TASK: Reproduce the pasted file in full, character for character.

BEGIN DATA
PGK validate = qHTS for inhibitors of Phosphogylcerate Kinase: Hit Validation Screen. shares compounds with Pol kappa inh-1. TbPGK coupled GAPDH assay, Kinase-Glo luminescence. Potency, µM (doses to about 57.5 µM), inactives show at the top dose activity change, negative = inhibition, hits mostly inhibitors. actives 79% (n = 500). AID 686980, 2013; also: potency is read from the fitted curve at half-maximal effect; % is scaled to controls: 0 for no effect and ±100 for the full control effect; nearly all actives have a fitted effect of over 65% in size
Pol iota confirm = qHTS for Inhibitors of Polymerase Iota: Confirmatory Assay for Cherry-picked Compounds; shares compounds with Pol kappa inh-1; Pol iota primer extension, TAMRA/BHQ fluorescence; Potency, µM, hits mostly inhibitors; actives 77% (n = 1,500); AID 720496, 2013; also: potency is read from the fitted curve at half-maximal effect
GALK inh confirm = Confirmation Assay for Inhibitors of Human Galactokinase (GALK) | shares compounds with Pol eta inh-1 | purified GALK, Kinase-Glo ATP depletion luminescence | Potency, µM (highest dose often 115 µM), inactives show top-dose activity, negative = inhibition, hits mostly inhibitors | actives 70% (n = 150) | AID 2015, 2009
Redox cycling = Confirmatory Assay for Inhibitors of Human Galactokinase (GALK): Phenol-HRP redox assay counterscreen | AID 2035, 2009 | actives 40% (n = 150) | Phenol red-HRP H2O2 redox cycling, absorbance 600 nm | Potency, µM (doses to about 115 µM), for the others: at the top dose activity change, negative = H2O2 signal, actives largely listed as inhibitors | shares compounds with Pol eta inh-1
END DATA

PGK validate = qHTS for inhibitors of Phosphogylcerate Kinase: Hit Validation Screen. shares compounds with Pol kappa inh-1. TbPGK coupled GAPDH assay, Kinase-Glo luminescence. Potency, µM (doses to about 57.5 µM), inactives show at the top dose activity change, negative = inhibition, hits mostly inhibitors. actives 79% (n = 500). AID 686980, 2013; also: potency is read from the fitted curve at half-maximal effect; % is scaled to controls: 0 for no effect and ±100 for the full control effect; nearly all actives have a fitted effect of over 65% in size
Pol iota confirm = qHTS for Inhibitors of Polymerase Iota: Confirmatory Assay for Cherry-picked Compounds; shares compounds with Pol kappa inh-1; Pol iota primer extension, TAMRA/BHQ fluorescence; Potency, µM, hits mostly inhibitors; actives 77% (n = 1,500); AID 720496, 2013; also: potency is read from the fitted curve at half-maximal effect
GALK inh confirm = Confirmation Assay for Inhibitors of Human Galactokinase (GALK) | shares compounds with Pol eta inh-1 | purified GALK, Kinase-Glo ATP depletion luminescence | Potency, µM (highest dose often 115 µM), inactives show top-dose activity, negative = inhibition, hits mostly inhibitors | actives 70% (n = 150) | AID 2015, 2009
Redox cycling = Confirmatory Assay for Inhibitors of Human Galactokinase (GALK): Phenol-HRP redox assay counterscreen | AID 2035, 2009 | actives 40% (n = 150) | Phenol red-HRP H2O2 redox cycling, absorbance 600 nm | Potency, µM (doses to about 115 µM), for the others: at the top dose activity change, negative = H2O2 signal, actives largely listed as inhibitors | shares compounds with Pol eta inh-1